Executive travel: Putting on the Ritz in Washington

Business hotel review: The Ritz-Carlton Washington DC is a first-class experience for the business traveller.

The Ritz-Carlton in Washington provides a discreet and understated level of luxury for the executive traveller. Joshua Roberts / Bloomberg News
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There are few hotels that elicit luxury and impeccability like the Ritz-Carlton. The name alone conjures up visions of glamour and sophistication, but these are not necessarily traits that business travellers will prioritise.

So it was with the scrutinous eye of a fastidious businessperson that I stepped through the brand’s Washington DC property in the upscale West End neighbourhood of the city.

With 300 rooms in total, 32 of which are suites, this hotel has welcomed the likes of Henry Kissinger, Tony Blair and Aung San Suu Kyi.

But whether you are an important diplomat or lowly journalist, every traveller requires good service, a convenient location and a comfortable bed, and the Ritz provide them without fault.

Business travellers in particular require speedy and no-fuss internet connectivity, a desk, prompt travel services and a handy meeting spot. Those from the Middle East also require hotels to meet certain cultural expectations, be it dietary requirements or a bidet in the lavatory.

Executives will then appreciate the discreet and helpful staff at the Ritz Washington.

The bed was glorious and the pillow, monogrammed with the guest’s initials was a nice touch, particularly for guests who like to go to bed feeling important.

The one-bed suites are spacious, with a separate lounge room and bedroom and a beautiful leather-topped desk to get those business memos worked on. The bathroom is exceptional in size and filled with Asprey amenities. There are two lavatories, both lacking a bidet though.

One major gripe was the absence of free internet in the rooms, although it is free in the lobby, which is a great place to hold meetings. The sockets in the room are compatible only with US plugs, so converters are a necessity.

The walls were disappointingly thin. I heard at length one guest’s conversation with his personal assistant. I wasn’t sure whether he was in the room next door or above me, but I knew when his flight was departing and where his next meeting was taking place.

The executive club was also a letdown. In true American fashion, there was no shortage of cookies and chocolates, but there was less variety when it came to the meals. The in-room dining menu was better and the service prompt and well presented.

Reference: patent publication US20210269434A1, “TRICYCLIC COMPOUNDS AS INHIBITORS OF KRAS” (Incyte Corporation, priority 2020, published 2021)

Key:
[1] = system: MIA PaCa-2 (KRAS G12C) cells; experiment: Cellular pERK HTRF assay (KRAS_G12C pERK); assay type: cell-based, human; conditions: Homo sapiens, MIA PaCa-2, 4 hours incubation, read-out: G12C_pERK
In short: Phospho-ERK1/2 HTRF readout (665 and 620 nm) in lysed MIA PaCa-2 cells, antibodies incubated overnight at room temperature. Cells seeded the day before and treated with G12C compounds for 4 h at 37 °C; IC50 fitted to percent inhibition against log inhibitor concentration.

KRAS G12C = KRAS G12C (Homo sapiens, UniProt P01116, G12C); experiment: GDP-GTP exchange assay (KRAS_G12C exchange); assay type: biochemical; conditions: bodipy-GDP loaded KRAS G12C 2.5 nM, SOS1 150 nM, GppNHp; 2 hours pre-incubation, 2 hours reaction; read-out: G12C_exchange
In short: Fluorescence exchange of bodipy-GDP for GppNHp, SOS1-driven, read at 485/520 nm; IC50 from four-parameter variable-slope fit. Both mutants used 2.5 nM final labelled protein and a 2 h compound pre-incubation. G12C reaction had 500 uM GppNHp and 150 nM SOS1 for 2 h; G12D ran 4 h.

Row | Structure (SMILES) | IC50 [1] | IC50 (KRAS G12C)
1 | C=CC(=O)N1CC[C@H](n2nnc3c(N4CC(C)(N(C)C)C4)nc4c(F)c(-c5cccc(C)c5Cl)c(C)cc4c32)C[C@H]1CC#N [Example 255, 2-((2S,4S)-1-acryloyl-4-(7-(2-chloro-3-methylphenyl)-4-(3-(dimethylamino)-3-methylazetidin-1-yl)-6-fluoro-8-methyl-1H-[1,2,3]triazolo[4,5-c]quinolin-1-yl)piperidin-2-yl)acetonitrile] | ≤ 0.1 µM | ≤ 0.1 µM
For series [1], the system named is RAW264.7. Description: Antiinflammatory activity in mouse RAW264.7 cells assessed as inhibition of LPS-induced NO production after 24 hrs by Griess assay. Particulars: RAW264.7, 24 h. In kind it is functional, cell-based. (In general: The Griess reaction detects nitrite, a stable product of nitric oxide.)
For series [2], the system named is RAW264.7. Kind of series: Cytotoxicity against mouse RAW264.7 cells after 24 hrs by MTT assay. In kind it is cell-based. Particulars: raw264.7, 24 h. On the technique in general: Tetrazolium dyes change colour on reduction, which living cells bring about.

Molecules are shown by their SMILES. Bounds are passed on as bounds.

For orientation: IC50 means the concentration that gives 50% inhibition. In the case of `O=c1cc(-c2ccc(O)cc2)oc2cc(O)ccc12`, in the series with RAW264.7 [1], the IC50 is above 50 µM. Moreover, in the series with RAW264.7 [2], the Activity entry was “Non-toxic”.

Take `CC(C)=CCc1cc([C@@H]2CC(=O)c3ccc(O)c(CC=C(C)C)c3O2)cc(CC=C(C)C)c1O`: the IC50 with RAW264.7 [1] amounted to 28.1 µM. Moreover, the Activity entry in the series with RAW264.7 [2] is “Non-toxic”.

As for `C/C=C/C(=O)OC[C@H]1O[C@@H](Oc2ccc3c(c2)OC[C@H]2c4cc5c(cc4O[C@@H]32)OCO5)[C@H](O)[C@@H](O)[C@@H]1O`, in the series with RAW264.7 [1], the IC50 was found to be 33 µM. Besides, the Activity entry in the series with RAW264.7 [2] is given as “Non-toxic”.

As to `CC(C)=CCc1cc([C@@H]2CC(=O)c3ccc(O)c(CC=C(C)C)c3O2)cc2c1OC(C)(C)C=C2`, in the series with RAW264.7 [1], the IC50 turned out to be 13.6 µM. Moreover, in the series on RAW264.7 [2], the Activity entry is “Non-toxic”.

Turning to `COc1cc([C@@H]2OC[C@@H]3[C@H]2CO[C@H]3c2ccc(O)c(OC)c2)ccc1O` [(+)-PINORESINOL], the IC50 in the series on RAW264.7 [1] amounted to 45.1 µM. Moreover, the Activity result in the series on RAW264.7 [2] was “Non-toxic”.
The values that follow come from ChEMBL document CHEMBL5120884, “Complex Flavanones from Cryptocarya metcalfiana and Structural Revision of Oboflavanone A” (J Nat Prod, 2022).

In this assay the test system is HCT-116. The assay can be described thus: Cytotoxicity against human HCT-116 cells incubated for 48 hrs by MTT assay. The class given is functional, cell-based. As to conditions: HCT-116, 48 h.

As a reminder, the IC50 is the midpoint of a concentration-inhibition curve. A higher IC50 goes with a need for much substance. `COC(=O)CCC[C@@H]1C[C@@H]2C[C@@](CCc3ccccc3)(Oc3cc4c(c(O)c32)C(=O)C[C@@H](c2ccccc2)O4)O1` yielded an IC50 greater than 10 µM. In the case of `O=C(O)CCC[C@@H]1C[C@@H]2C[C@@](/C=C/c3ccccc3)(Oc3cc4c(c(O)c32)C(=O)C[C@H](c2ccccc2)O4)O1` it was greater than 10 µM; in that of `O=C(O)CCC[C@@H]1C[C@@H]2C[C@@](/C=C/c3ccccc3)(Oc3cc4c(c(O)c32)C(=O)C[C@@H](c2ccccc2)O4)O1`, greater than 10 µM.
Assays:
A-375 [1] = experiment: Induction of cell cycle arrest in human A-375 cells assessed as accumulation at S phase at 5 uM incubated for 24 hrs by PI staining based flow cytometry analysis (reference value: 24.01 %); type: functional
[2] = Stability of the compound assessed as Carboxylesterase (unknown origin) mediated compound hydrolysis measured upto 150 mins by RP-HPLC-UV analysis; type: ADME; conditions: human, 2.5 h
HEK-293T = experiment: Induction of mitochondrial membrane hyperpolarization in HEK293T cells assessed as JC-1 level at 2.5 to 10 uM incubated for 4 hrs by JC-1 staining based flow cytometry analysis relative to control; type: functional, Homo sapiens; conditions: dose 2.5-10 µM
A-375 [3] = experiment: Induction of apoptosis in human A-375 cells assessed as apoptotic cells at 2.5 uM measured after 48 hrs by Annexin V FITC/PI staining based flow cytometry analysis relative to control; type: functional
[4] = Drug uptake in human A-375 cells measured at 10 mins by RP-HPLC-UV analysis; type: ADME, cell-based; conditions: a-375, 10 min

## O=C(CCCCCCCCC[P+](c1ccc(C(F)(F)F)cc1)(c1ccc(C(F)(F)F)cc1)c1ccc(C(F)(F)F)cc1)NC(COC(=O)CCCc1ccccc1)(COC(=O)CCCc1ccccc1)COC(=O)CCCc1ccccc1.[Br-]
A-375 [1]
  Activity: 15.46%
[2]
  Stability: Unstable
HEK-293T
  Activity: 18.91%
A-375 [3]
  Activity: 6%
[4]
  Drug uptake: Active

For local transport links, the hotel is within walking distance of the “Foggy Bottom” metro station and taxis wait outside the hotel at all times of the day.

Overall the Ritz-Carlton provides a discreet and understated level of luxury for the executive traveller.

q&a details matter to VIP guests

Kate MacInnis, area director of diplomatic and international sales at Ritz-Carlton Washington DC discusses the hotel’s services.

How do you cater to guests from the Middle East?

We have everything available from Qurans to prayer mats. We have fruit displays customised to include dates; we have Arabic newspapers and a whole array of Arabic [TV] channels. We make them feel at home and we are sensitive to cultural news. We have chefs to cook the cuisines and staff who speak the language. We try to create a home away from home by anticipating everything. Myself and the diplomatic coordinator ask for all the preferences particularly if it is someone high-level and try to gather everything as far ahead as possible. We do our research, understand the culture and have the books on protocol.

How does this hotel differ from other Ritz-Carltons?

Every hotel tries to offer things that are indicative of their locations. All the candles that burn in the lobby here are sakura. That’s what Washington DC is famous for, we have a whole festival for the cherry blossom. Every day we serve in the lobby a [president’s favourite cookie, be it Lincoln’s lemon drop, Michelle Obama’s oatmeal. We have white chocolate Washington monuments.

Your location has enabled this hotel to welcome some influential guests, is there a guest book?

We have a guest book which we started 13 years ago and we’ve been collecting all the signatures of VIPs and dignitaries. It has some amazing signatures from Yasser Arafat, Hosni Mubarak to Margaret Thatcher.


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